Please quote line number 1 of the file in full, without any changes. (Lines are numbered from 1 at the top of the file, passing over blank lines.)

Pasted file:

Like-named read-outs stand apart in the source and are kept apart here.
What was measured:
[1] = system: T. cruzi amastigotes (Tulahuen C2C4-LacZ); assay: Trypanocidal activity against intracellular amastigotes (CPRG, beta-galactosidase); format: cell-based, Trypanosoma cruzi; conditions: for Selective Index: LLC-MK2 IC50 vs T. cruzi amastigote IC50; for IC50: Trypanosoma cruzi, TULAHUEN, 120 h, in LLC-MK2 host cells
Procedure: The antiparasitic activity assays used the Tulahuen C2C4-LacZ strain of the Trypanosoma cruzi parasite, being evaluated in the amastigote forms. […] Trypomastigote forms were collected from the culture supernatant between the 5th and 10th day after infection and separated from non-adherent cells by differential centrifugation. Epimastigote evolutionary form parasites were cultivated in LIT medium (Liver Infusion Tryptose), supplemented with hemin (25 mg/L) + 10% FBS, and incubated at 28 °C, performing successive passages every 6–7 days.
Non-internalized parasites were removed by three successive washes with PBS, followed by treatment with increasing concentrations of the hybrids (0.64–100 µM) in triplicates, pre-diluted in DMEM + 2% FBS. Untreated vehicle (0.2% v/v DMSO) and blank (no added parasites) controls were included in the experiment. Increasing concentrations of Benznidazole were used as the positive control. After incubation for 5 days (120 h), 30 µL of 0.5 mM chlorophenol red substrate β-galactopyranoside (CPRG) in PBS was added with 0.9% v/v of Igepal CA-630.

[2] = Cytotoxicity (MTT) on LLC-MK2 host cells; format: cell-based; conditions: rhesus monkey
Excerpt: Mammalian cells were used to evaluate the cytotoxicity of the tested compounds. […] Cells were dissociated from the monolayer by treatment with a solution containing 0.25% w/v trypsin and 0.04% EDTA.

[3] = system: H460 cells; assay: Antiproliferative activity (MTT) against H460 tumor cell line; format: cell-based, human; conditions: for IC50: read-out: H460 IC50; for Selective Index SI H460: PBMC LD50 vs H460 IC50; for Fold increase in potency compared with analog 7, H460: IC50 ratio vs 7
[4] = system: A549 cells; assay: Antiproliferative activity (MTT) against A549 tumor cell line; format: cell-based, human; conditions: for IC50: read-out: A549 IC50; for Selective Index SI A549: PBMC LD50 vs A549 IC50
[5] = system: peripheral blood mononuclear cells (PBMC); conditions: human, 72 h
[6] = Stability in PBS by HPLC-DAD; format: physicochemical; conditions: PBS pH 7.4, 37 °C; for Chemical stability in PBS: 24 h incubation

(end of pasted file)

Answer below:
Like-named read-outs stand apart in the source and are kept apart here.